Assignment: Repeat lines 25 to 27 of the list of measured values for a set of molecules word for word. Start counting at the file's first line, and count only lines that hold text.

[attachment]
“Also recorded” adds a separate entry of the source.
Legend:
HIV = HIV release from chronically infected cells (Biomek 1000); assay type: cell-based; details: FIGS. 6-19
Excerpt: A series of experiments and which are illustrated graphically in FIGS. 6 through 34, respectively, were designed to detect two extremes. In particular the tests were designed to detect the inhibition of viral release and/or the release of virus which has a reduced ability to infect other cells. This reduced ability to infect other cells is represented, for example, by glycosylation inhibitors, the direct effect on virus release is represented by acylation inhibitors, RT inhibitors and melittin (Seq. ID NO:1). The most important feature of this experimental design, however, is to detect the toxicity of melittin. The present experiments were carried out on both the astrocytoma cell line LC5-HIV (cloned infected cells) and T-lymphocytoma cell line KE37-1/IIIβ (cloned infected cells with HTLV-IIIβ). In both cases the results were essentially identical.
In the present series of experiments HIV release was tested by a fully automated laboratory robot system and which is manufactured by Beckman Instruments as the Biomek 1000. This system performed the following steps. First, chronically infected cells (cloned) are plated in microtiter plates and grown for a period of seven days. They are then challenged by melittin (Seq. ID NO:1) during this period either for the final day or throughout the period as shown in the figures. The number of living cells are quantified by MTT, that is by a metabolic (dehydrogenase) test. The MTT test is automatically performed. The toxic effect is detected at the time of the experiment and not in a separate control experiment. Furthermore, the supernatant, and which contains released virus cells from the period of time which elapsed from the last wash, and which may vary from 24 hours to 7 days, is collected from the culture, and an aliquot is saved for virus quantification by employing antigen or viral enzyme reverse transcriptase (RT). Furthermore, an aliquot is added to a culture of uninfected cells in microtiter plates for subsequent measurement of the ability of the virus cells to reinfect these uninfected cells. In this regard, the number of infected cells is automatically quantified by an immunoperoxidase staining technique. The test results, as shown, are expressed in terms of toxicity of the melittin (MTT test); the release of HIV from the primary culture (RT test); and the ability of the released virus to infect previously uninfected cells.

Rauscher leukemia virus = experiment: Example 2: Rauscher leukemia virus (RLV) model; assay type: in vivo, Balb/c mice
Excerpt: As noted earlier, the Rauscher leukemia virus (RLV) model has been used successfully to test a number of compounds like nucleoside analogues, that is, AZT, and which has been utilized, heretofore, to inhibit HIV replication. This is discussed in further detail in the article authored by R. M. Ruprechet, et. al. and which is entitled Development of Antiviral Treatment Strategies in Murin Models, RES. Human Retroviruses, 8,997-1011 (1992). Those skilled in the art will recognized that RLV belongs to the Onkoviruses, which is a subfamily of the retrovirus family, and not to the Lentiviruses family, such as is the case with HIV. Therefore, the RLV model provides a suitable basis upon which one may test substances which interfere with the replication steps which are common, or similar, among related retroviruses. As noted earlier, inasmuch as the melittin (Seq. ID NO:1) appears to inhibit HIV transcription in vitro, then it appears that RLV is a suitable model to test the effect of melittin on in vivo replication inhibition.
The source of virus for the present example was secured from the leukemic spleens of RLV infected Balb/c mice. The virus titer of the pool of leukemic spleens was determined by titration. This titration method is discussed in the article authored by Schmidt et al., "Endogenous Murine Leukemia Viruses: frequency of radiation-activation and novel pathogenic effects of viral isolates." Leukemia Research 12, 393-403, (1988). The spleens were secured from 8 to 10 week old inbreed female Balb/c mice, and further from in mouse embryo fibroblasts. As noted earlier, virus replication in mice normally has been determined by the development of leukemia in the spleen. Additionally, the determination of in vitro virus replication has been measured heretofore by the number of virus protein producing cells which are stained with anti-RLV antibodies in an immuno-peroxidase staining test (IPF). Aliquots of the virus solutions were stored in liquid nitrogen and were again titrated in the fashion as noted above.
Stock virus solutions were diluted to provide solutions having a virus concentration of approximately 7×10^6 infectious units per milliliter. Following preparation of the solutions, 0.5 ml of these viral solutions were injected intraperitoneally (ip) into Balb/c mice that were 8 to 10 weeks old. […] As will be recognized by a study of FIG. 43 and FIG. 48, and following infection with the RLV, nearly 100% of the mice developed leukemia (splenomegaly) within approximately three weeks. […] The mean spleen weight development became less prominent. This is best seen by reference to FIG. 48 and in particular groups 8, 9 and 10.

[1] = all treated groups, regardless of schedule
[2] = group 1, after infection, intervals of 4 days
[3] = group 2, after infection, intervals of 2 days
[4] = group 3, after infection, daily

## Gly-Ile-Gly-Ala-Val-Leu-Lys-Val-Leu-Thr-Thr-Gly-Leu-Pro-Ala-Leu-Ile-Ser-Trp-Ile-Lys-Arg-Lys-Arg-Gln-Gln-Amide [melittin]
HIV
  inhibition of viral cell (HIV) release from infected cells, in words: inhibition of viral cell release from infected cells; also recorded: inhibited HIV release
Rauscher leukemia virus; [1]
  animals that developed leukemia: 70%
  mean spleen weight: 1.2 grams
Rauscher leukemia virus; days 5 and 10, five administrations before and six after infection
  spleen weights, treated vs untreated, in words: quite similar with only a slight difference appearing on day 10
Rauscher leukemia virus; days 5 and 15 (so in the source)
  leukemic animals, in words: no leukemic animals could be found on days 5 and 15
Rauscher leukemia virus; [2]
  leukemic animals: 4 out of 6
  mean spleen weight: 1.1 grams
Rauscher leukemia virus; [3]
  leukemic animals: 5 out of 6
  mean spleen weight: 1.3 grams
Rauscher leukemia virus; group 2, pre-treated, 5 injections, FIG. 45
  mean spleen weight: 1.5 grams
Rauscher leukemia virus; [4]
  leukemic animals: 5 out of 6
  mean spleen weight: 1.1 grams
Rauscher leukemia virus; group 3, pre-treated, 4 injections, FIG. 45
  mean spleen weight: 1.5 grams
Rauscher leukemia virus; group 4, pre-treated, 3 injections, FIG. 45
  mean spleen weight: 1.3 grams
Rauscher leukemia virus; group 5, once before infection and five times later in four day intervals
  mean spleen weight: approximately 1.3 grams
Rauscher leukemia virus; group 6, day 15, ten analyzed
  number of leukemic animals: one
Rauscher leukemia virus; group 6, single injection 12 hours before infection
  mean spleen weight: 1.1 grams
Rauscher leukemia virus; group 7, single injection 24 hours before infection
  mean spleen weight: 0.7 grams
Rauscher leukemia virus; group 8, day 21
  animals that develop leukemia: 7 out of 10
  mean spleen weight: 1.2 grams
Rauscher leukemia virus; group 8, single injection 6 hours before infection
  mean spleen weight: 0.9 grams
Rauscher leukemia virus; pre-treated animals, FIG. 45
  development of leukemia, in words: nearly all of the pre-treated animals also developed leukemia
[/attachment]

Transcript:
  leukemic animals: 4 out of 6
  mean spleen weight: 1.1 grams
Rauscher leukemia virus; [3]